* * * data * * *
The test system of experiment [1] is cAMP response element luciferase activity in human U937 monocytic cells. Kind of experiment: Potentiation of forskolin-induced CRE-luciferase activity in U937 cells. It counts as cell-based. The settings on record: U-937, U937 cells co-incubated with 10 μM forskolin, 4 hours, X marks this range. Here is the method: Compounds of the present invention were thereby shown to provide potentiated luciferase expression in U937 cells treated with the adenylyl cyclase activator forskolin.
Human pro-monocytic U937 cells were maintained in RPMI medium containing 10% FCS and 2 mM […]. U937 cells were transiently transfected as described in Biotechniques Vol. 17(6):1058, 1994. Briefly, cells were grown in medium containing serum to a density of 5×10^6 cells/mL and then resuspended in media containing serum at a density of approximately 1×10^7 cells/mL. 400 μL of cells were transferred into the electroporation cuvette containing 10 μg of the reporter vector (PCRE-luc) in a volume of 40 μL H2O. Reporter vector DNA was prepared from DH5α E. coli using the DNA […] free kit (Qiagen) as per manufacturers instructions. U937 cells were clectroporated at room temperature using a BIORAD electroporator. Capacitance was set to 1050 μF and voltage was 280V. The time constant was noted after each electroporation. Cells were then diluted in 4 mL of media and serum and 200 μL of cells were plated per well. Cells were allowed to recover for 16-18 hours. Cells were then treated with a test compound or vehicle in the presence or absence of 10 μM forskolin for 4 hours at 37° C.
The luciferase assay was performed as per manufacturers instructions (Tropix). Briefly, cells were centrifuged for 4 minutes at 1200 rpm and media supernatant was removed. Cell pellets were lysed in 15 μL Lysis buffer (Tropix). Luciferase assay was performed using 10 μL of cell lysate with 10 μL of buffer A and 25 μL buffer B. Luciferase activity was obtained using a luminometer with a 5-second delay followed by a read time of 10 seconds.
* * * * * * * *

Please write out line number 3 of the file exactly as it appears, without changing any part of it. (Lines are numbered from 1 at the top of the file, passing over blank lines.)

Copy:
The luciferase assay was performed as per manufacturers instructions (Tropix). Briefly, cells were centrifuged for 4 minutes at 1200 rpm and media supernatant was removed. Cell pellets were lysed in 15 μL Lysis buffer (Tropix). Luciferase assay was performed using 10 μL of cell lysate with 10 μL of buffer A and 25 μL buffer B. Luciferase activity was obtained using a luminometer with a 5-second delay followed by a read time of 10 seconds.